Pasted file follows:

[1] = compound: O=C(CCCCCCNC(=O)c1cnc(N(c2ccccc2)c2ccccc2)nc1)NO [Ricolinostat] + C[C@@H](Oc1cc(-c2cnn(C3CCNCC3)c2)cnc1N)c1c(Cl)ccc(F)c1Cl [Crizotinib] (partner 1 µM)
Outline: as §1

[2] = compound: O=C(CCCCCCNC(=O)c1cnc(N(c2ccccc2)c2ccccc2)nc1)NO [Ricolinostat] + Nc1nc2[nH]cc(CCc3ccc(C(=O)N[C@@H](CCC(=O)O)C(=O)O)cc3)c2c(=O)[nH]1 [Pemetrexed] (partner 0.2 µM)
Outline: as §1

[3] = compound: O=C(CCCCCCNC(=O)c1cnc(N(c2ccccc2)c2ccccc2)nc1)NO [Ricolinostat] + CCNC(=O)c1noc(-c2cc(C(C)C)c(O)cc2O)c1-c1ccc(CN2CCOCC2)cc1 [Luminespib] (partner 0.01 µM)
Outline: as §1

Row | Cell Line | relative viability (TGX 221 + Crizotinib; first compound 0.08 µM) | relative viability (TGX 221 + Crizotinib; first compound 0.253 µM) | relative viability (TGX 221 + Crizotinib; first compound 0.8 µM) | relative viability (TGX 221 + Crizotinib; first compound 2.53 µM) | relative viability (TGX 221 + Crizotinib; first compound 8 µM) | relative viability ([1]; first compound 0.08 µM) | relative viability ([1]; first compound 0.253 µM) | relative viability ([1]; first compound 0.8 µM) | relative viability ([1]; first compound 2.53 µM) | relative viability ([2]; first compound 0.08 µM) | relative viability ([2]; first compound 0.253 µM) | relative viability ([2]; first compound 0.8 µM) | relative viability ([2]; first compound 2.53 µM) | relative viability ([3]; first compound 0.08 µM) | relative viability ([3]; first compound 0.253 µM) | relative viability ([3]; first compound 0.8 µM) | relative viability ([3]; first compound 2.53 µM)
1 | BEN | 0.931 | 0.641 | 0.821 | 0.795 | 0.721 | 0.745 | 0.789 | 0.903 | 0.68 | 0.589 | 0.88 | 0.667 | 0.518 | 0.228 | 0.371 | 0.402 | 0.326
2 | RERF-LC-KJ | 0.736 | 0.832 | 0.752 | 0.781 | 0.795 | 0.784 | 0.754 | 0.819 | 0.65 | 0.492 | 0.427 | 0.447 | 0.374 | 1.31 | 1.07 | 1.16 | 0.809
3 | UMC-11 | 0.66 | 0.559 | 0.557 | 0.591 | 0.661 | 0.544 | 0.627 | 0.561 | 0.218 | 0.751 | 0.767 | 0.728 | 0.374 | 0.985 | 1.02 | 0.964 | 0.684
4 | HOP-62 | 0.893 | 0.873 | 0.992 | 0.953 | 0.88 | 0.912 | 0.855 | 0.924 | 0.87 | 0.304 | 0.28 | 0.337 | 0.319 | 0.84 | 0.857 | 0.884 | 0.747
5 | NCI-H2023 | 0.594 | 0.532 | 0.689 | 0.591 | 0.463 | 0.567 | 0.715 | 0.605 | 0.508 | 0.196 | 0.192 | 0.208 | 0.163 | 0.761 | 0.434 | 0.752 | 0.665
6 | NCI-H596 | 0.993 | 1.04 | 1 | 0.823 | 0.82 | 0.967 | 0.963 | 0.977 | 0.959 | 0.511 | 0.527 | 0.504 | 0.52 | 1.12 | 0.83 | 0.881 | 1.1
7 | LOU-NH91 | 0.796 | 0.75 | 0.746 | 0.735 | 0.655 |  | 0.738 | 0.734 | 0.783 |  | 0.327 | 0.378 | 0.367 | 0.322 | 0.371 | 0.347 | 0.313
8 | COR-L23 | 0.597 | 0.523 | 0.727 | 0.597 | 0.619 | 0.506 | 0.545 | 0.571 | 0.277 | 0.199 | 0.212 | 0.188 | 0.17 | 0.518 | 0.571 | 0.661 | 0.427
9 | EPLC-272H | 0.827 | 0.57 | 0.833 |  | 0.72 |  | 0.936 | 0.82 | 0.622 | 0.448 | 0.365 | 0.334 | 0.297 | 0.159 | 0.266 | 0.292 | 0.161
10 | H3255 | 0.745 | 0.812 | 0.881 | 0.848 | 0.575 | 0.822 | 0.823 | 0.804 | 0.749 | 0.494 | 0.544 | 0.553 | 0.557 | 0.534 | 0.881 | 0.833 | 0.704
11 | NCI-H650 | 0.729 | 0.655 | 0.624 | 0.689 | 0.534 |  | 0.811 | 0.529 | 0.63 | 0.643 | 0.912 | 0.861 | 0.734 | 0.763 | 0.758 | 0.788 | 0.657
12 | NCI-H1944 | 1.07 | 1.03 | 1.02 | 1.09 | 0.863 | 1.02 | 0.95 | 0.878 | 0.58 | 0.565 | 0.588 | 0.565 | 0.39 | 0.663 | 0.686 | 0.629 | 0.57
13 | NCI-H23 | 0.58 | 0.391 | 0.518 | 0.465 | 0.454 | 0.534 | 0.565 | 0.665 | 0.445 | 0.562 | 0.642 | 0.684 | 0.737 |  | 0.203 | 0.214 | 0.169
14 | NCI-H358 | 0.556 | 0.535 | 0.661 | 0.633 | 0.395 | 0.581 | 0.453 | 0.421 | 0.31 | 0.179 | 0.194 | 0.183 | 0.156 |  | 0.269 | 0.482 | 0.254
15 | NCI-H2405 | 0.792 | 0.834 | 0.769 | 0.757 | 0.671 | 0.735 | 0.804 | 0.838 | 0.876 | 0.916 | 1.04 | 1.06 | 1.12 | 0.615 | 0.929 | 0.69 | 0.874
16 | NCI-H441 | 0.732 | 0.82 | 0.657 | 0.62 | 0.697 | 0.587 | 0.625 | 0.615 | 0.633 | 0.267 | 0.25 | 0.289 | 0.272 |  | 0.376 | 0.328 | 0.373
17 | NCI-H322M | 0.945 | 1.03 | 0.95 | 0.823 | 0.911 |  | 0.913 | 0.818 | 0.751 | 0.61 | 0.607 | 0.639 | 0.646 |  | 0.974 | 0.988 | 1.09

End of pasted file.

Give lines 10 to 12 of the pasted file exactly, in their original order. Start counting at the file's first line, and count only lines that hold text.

3 | UMC-11 | 0.66 | 0.559 | 0.557 | 0.591 | 0.661 | 0.544 | 0.627 | 0.561 | 0.218 | 0.751 | 0.767 | 0.728 | 0.374 | 0.985 | 1.02 | 0.964 | 0.684
4 | HOP-62 | 0.893 | 0.873 | 0.992 | 0.953 | 0.88 | 0.912 | 0.855 | 0.924 | 0.87 | 0.304 | 0.28 | 0.337 | 0.319 | 0.84 | 0.857 | 0.884 | 0.747
5 | NCI-H2023 | 0.594 | 0.532 | 0.689 | 0.591 | 0.463 | 0.567 | 0.715 | 0.605 | 0.508 | 0.196 | 0.192 | 0.208 | 0.163 | 0.761 | 0.434 | 0.752 | 0.665